When a file system receives a request for a certain path, it will locate the requested file or directory by looking up each element of the path until the entire path has been scanned.

For example the path

\Foo\Bar\file.txt

has three elements. The first step is to locate the directory Foo. Secondly, to locate Bar within Foo. Thirdly, to locate file.txt within Bar. At that point the entire path has been processed and file.txt is the result. Conventionally, the search for a path will always start from the root of a drive. However, in the present invention the search for the fir element of the requested path will begin from some other location within the target directory hierarchy.

For example, consider that the root directory registered with Sony is MSSymbian. We want the Symbian hierarchy on drive D: to actually be placed inside the MSSymbian directory. Notionally, the string “\MSSymbian” is added to the start of all paths accessing drive D:.

So for example, take a Memory Stick that has this directory structure:

\
\DCIM
\HiFi
\MSSymbian
\MSSymbian\System
\MSSymbian\Documents

If an application requests a directory listing of “D:\*”, the file system will notionally convert this to “D:\MSSymbian\*” and give the result:

\System
\Documents

which is the standard Symbian layout as expected by the application. Note that to the application this appears to be the root of the drive but actually it is not.

In practice, the file system begins its process of looking up the requested path “\” starting from the predefined directory “\MSSymbian” rather than the root.

If the application were now to create a directory “\Documents\MyFiles”, this would be notionally translated again by the file system to “\MSSymbian\Documents\MyFiles”.

This therefore allows applications to continue using the Symbian hierarchy but enforces compliance with the Memory Stick standard.

Accessing the Root—the Magic Directory

The root offset method described above hides the root completely. Some applications may be Memory Stick aware (that is, they understand the Memory Stick structure and will want to access some of the standard interchange directories defined in the standard). To allow access to the root, a “magic” directory is provided, \System\MSROOT. This is really the reverse of the root offset because it is notionally stripped from all paths passed to the file system.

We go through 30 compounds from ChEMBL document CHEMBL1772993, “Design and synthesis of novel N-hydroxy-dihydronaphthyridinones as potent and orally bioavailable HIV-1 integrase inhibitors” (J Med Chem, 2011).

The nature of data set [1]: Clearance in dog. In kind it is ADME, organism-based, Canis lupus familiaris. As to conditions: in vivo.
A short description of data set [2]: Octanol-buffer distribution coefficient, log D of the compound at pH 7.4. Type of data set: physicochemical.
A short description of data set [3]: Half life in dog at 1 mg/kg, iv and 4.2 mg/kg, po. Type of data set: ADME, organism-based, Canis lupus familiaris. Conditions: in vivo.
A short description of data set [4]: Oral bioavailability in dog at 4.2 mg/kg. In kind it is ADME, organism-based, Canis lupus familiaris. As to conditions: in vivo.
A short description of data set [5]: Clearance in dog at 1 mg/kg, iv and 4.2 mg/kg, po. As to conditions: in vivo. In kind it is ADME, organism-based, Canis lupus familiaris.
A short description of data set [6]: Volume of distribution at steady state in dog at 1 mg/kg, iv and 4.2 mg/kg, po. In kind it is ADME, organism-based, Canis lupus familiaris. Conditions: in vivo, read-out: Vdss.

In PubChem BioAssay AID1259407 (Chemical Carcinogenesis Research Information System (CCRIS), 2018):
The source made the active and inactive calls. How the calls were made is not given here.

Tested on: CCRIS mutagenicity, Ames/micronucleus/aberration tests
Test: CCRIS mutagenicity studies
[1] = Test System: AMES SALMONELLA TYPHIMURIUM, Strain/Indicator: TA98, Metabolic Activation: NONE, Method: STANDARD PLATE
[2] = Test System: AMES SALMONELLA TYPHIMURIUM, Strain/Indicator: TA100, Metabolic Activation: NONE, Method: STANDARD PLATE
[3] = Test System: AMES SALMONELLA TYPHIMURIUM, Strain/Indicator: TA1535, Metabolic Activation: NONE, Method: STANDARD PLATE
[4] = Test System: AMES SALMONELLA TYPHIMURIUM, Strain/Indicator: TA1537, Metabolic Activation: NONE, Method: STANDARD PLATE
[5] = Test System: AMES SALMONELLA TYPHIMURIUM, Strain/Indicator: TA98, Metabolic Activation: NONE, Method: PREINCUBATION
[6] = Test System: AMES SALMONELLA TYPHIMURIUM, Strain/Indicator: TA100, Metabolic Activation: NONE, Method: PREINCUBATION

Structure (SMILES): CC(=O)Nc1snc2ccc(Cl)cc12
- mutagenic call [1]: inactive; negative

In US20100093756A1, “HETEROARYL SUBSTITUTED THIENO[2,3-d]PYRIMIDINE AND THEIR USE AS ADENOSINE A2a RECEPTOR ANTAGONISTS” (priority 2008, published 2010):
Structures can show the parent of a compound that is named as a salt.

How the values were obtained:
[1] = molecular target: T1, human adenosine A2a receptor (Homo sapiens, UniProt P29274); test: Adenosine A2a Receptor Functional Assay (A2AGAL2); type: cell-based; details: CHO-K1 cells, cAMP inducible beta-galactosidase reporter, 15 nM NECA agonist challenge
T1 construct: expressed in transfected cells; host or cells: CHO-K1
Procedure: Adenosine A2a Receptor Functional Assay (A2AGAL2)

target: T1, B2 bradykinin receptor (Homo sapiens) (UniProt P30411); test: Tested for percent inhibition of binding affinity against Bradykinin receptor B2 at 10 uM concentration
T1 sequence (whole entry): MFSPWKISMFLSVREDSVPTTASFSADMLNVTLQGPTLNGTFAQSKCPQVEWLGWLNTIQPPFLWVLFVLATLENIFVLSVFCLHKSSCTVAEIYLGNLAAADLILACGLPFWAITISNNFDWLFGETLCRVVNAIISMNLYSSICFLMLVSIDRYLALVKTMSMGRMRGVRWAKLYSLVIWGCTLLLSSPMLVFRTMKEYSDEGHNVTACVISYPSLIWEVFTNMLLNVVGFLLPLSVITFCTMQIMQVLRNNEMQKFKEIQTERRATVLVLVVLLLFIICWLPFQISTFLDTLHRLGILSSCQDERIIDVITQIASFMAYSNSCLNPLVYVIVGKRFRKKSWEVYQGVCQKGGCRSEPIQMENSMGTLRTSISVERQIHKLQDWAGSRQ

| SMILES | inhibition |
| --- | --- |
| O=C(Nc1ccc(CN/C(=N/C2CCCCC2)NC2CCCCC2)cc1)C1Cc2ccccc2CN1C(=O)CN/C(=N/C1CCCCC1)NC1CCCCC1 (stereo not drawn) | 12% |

In practice again the implementation is for the magic directory to alter which predefined location the search for the requested path will begin. In this case, when the magic directory is seen the file system will use the root of the target directory hierarchy as the start point for the path lookup, and skip the magic directory element of the requested path.

So for example if an application wants to access the Memory Stick \DCIM directory (for images), it would use the path “\System\MSROOT\DCIM”. The file system would then notionally strip (i.e. skip) the magic prefix “\System\MSROOT” from this to leave “\DCIM”, the intended target directory.

The reason for providing access to the root in this manner rather than allowing applications to view the real Memory Stick hierarchy is to enforce compliance with the hierarchy. If the full Memory Stick root were visible—on another drive letter for example, applications could accidentally violate the Memory Stick specification by creating files and directories on this drive.

Overlaying an Existing File or Directory

The magic directory does not actually exist on the Memory Stick, so if the Memory Stick held a real file or directory \MSSymbian\System\MSROOT, the magic directory would hide it.

The presence of a real file/directory called \System\MSROOT does not interfere with the operation of the “magic” directory because it is handled entirely within the file system. There is never any lookup of the path “\System\MSROOT” in the target directory hierarchy.

However, the user may want to access this file/directory—this is still possible in two ways:

    • a) Use the “partial circular reference”:
      \System\MSROOT\MSSymbian\System\MSROOT
      which will be map to:
      \MSSymbian\System\MSROOT